Ronald Winky Wright

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When it comes to talented but unexciting boxers the defensive mastery of Ronald “Winky” Wright is often a fighter that is mentioned. The highly regarded “Winky” has never managed to become the major money warrior he seems to feel he was deserving of being yet was, for the best part of the last decade, one of the elite boxers consistently in the top pound for pound lists. Winky would turn pro in the 1990 following a successful amateur career that boasted 52 wins and just 4 losses he would prove to be a talented and tricky fighter who would be difficult to beat and almost impossible to look good against.

After turning professional in 1990 and fighting out of Florida for the first few years he failed to capture the attention of major promoters and instead of inking a big money deal he was forced to go on the road. As a result of being forced onto the road Winky spent much of the 1990’s fighting throughout the world, most notably in France where, in 1994 he fought his first world title fight. It was in that fight, in which he faced the WBA World light middleweight champion Julio Cesar Vasquez that Winky would suffer his first career loss after 25 straight wins. It was obvious by then that Winky was talented but lacked that X-factor of fighters like Oscar De La Hoya, Mike Tyson or Roy Jones.

Whilst still fighting mainly in Europe Wright would soon pick up his first honours as a professional, the vacant NABF light middleweight title a title he would defend in both France and the US as he slowly gained some recognition amongst the alphabet organisations. It was the WBO who would off Winky his second chance, when he was given a fight against Bronco McKart for the WBO Light Middleweight title. This time Winky had matured, he was no longer the 22 year old boy Vasquez had beaten but a 24 year old man who had managed to take the title from McKart on a split decision. After defending the title 3 times in England Winky would eventually lose it in South Africa to the under-rated Harry Simon from Namibia by close decision.

Winky would bounce back well from his second defeat by beating Derrick Graham in an IBF title eliminator before losing the subsequent title fight to Fernando Vargas. This would be his 3rd loss, and his final one for almost 8 years as he fought and beat a who’s who of boxing royalty in the 00’s. A second win over McKart saw Winky winning 2 fringe titles (the NABF and USBA light middleweight title) before quickly picking up the IBF title that had become vacant when Felix Trinidad moved to middleweight (Trinidad had taken the belt from Vargas).

Winky would defend the IBF title 4 times before really getting a chance to make a real statement to the boxing world by unifying his title with the WBC and WBA titles by out pointing “Sugar” Shane Mosley. Although he was stripped by the IBF for immediately rematching Mosley it was a large money fight and helped to prove that the first win wasn’t a fluke. Following the 2 impressive victories over Mosley Winky would start campaigning at middleweight and score a near shut out of the heavy punching Felix Trinidad. The victory forced Trinidad into retirement soon afterwards and elevated Winky to the top of the WBC’s Middleweight rankings. He solidified his middleweight rankings with a decision victory over Australian Sam Soliman before taking on the middleweight champion Jermain Taylor.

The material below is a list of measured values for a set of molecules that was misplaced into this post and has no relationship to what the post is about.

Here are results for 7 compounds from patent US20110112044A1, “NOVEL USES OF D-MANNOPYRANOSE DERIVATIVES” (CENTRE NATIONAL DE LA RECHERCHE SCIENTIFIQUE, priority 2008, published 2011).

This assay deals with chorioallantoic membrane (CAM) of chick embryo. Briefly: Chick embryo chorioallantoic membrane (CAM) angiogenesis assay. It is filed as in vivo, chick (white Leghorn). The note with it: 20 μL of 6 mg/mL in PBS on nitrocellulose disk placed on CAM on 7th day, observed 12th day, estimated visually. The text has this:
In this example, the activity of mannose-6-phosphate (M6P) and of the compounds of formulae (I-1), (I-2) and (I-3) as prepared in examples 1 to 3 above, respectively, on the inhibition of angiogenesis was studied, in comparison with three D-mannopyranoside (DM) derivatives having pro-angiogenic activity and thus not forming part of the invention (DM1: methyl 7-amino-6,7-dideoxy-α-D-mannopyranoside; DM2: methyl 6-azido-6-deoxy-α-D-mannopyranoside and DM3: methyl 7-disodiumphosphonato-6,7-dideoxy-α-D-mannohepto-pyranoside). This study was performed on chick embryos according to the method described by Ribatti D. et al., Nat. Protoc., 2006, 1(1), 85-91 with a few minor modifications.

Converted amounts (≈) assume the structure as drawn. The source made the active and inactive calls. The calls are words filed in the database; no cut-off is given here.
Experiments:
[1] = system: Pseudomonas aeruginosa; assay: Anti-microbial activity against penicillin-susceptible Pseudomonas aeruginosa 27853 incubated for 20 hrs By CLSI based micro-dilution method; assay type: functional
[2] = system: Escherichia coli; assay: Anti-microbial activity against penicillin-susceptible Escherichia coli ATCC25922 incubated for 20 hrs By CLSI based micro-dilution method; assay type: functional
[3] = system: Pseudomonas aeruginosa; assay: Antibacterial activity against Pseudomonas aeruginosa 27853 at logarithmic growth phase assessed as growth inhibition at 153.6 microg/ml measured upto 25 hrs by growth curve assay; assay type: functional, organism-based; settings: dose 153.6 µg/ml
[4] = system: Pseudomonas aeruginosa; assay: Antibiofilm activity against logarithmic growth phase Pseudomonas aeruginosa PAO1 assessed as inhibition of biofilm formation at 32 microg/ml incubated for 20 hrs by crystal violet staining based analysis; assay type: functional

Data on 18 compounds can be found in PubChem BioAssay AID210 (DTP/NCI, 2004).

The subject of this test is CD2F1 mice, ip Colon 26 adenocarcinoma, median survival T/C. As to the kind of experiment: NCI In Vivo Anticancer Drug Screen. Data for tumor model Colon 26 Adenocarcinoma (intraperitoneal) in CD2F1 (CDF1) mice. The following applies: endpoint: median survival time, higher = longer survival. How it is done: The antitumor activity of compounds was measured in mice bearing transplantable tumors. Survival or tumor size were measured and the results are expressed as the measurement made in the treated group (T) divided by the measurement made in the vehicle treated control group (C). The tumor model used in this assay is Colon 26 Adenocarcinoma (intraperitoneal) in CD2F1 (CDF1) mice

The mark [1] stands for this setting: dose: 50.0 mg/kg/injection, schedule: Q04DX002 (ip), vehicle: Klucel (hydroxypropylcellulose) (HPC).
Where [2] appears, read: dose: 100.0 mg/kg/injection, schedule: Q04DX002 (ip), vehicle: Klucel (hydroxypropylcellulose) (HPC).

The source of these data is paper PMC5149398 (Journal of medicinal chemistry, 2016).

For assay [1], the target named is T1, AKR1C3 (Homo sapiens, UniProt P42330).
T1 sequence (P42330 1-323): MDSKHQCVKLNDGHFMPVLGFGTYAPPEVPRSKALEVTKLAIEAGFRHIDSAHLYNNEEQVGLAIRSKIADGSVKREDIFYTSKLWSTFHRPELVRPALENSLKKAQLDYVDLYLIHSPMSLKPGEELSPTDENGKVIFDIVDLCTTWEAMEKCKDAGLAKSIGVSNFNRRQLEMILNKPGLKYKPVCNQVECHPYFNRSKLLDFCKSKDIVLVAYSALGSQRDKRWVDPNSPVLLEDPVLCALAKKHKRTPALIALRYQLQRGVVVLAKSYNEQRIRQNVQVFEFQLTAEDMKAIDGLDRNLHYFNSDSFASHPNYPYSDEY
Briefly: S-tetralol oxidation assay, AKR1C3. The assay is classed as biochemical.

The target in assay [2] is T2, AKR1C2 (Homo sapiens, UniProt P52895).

Taylor was the WBO and WBC champion as well as the man who was generally regarded as the #1 man having beaten the great Bernard Hopkins twice. Although Taylor looked to have slipped since his fights with Hopkins he was the favourite and yet Winky put on an impressive showing and was unlucky not to get the decision. The generally defence first Winky of old was gone and he had shown an impressive and exciting showing against Taylor despite only scoring a draw. Though there was talk of a rematch it never came to fruition and instead Winky would face Ike Quartey 6 months later, scoring the 51st win of his long and illustrious career. This would turn out to be the final fight of Quartey’s career, and looks likely to be the final win of Winky’s career.

Since beating Quartey in 2006 Winky has suffered back to back losses (the only time this has happened in his career), first he was out pointed by Bernard Hopkins in 2007 then in 2009 he was dominated by Paul Williams. It was against Williams that Winky looked an old man, too slow for the taller, faster and longer Williams it was an embarrassing night for a fighter who at 38 an with a record of 51-5-1 looked as if he should hang them up.

Although Winky is likely to be remembered for his notable wins, those who saw him will likely remember his style of fighting which saw him holding a very tight guard with gloves that looked overly big and protected his face and much of his body. Often jokingly referred to as “pillows” by boxing fans those same gloves that were used as a shield likely contributed to Winky’s lack of KO punch that saw him scoring just 25KO’s in 57 fights.

Almost certainly a shoe-in for the Hall Of Fame Ronald “Winky”Wright really should be remembered as a fighter who never really got the respect that he deserved as a fighter.


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